Pat H. Broeske

Corman-Poe by Chris Alexander

Corman/Poe: Interviews and Essays Exploring the Making of Roger Corman’s Edgar Allan Poe Films, 1960–1964
by Chris Alexander
Headpress, June 2023, $27.95

To fans of classic indie films, Roger Corman is a legend—his prodigious output enlivening movie-going for generations. Known for drive-in fare, and working with barely-there budgets, the pioneering producer-director helped launch the careers of Francis Ford Coppola, Martin Scorsese, Peter Bogdanovich, and Ron Howard, as well as Jack Nicholson, Dennis Hopper, and Peter Fonda.

Teenagers, especially, flocked to his biker flicks (i.e. The Wild Angels, 1966), acid-drenched groove-fests (The Trip, 1967), sci-fi mind-bogglers (The Last Woman on Earth, 1960—with the tagline “They fought for the Ultimate Prize!”), bad girl doozies (in 1960’s Sorority Girl the improbably named Sabra is “smart, pretty and all bad!”), rock ‘n’ roll bashes (Rock ‘n’ Roll High School, 1979, starring the Ramones). All this and The Little Shop of Horrors (1960).

Corman/Poe: Interviews and Essays Exploring the Making of Roger Corman’s Edgar Allan Poe Films, 1960–1964 celebrates Corman’s popular cycle of eight films based on the darkly imaginative writer’s most famous works, with astute analysis by author Chris Alexander.

Corman’s ties to Poe began with a school assignment to read "The Fall of the House of Usher." Years later, after making contemporary horror films, he decided to try classic material. That leap began with House of Usher. Drawn to “the mystique of the story,” Corman was also enticed by economics; Poe’s works were in the public domain. Shot over 15 days for about $300,000, with a tour de force performance by Vincent Price, the film proved a commercial success. The macabre die was cast.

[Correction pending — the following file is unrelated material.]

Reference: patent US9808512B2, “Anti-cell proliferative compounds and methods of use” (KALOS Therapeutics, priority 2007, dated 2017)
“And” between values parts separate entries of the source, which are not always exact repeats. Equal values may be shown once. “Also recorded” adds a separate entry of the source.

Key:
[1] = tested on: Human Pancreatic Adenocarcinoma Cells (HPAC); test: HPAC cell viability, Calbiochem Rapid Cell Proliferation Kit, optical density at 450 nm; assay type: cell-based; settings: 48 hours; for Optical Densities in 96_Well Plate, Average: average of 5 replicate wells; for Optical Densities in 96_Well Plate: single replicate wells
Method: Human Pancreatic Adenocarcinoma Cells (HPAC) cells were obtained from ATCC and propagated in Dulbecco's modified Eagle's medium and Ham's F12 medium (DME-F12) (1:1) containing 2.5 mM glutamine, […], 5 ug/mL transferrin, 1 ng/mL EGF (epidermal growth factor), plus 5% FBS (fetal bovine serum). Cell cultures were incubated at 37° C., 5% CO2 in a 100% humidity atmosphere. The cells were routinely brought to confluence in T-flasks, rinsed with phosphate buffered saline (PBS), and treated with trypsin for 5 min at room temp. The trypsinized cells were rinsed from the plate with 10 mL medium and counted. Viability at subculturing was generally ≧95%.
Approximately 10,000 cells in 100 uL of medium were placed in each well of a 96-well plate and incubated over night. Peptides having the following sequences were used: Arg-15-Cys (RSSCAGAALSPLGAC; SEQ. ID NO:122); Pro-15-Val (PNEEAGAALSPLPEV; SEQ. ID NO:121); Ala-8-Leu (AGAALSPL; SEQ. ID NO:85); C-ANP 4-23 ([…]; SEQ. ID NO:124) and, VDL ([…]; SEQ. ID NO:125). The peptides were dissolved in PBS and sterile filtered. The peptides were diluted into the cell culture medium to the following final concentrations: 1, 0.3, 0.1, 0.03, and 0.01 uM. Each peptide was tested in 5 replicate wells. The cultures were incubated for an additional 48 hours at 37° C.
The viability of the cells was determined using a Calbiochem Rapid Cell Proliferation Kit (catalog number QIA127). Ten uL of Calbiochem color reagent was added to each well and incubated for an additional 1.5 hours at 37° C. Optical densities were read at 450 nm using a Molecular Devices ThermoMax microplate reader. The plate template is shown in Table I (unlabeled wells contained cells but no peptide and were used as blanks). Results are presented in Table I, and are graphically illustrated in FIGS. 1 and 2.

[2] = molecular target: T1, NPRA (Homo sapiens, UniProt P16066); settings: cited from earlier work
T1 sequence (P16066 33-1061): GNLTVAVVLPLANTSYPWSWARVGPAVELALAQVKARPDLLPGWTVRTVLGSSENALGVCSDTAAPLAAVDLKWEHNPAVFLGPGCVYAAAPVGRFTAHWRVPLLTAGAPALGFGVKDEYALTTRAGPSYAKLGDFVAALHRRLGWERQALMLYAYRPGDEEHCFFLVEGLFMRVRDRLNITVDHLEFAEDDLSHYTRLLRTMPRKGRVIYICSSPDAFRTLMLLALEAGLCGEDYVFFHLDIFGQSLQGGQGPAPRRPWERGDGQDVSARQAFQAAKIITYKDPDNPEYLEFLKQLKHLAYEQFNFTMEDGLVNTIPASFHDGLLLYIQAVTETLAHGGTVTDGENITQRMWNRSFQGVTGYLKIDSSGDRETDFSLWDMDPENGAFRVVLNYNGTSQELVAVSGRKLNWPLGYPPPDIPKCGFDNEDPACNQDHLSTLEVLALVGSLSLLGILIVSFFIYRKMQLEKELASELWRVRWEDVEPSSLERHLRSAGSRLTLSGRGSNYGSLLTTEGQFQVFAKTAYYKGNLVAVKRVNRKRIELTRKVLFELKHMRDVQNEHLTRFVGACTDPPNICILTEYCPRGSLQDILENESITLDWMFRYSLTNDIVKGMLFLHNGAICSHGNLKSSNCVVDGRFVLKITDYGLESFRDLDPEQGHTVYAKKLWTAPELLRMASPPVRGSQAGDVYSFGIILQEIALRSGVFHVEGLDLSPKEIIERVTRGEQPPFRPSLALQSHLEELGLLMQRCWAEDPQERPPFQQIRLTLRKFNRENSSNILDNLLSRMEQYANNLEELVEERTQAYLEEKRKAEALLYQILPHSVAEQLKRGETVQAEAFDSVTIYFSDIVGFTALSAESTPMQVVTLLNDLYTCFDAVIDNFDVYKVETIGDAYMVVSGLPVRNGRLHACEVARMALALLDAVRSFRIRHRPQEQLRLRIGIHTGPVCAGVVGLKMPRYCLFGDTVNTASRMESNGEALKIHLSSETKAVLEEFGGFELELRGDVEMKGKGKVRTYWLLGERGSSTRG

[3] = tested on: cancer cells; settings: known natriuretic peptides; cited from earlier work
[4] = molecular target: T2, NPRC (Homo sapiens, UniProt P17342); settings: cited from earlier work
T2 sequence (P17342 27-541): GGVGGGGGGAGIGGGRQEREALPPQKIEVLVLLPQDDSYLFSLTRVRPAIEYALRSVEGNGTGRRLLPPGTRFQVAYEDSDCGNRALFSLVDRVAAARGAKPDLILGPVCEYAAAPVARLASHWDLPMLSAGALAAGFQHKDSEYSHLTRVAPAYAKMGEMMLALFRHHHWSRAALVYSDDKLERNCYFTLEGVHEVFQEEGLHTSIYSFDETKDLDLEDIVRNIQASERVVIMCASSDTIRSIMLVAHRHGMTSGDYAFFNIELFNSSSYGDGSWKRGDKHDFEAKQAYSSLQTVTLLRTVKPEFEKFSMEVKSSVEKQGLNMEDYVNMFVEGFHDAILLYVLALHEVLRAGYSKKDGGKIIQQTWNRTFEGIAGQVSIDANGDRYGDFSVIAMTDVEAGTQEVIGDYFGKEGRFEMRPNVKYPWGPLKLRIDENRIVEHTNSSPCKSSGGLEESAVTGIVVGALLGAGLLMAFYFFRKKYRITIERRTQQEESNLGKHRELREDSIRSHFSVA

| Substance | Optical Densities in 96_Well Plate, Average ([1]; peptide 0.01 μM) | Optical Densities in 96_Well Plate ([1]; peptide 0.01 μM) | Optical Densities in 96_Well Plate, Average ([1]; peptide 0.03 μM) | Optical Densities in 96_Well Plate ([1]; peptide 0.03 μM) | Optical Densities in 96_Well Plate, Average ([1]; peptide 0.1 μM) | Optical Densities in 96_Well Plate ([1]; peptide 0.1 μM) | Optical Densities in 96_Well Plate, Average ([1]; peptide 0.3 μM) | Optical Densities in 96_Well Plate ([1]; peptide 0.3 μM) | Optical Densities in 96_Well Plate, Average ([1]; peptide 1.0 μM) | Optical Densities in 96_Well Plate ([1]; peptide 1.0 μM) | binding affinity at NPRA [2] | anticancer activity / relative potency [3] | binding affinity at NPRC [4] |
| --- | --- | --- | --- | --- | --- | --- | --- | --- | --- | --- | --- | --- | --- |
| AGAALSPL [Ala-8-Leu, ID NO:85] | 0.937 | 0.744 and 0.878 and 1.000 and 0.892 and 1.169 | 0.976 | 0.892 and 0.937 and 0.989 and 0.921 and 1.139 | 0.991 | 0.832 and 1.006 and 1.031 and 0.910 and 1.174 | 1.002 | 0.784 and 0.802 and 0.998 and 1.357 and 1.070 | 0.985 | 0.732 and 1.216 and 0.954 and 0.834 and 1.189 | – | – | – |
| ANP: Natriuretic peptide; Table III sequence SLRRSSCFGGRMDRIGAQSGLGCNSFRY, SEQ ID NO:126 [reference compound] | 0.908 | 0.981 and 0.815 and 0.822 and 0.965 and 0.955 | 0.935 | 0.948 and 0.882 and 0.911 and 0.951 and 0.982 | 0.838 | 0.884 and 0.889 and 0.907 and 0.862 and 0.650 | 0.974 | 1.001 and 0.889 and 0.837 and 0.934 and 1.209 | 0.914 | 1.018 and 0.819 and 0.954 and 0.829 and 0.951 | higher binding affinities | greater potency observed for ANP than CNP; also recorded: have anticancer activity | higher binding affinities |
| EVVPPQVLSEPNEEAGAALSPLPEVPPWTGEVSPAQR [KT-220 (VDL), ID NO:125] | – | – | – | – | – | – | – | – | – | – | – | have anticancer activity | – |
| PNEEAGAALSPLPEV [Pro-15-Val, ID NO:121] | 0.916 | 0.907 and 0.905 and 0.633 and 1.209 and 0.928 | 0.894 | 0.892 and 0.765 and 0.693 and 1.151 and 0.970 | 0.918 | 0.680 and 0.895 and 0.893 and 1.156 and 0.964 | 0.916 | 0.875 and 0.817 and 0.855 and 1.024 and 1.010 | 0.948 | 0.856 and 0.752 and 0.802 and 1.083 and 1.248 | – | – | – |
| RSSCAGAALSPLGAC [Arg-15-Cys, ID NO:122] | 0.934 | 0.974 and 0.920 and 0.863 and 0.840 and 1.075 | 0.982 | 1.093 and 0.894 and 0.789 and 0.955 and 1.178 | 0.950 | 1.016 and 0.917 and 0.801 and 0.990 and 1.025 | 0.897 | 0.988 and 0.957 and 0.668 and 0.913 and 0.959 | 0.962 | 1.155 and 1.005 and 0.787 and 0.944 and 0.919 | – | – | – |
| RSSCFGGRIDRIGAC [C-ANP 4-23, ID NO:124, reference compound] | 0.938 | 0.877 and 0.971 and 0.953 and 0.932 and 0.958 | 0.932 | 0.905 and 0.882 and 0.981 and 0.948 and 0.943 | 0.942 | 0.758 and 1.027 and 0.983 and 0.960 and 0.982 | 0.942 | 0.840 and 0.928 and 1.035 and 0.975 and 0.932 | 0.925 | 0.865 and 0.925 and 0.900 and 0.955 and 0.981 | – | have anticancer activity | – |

In chapters devoted to each of the Corman-Poe films, Alexander, a filmmaker and former editor in chief of Fangoria magazine, sets up the storyline, then enlists Corman himself in a Q&A. Their exchanges provide subtext, and more, to what’s on the screen. Lushly illustrated with photos, posters, memos and the like, the chapters end with the author’s observations. (He calls Usher “a bubbly cauldron of repression, psychological and sexual abuse, mental illness, death, and the crude banalities of human evil.”) There are also lots of lively anecdotes, including:

  • When Corman lunched with actress Jane Asher, during the making of The Masque of the Red Death (1964), she introduced him to her boyfriend, Paul. When asked by Corman what he did, Paul replied that he was in a band. Corman didn’t press further, or he’d have learned that Paul was in a band with three other lads—his last name being McCartney.
  • Filming of "The Black Cat"—one-third of the anthology, Tales of Terror (1962)—led to an audition call for felines. The chosen cat belonged to a trainer, but as it sometimes declined to follow direction there were also “backup” kitties.
  • The feathered star of The Raven (1963) proved problematic. As Corman puts it, “that damned bird caused me no end of trouble.”

Want to know more? There are particulars about how Corman amassed his savvy crew of regulars (including High Noon cameraman Floyd Crosby), location details (that’s the Palos Verdes coastline in House of Usher), musings about the casts, scrutiny of the screen liberties taken with Poe’s writings, and more.

There have been several previous works about Corman, the Poe films, and their legendary players. This entry should nonetheless please both ardent fans as well as genre newbies, with its compilation of production facts, perceptive scrutiny and gorgeous production design.

Southern California native Pat H. Broeske is a longtime reviewer for Mystery Scene. As a mystery devotee, and a former film industry journalist, she often writes about the intersection of Hollywood & crime, including film noir.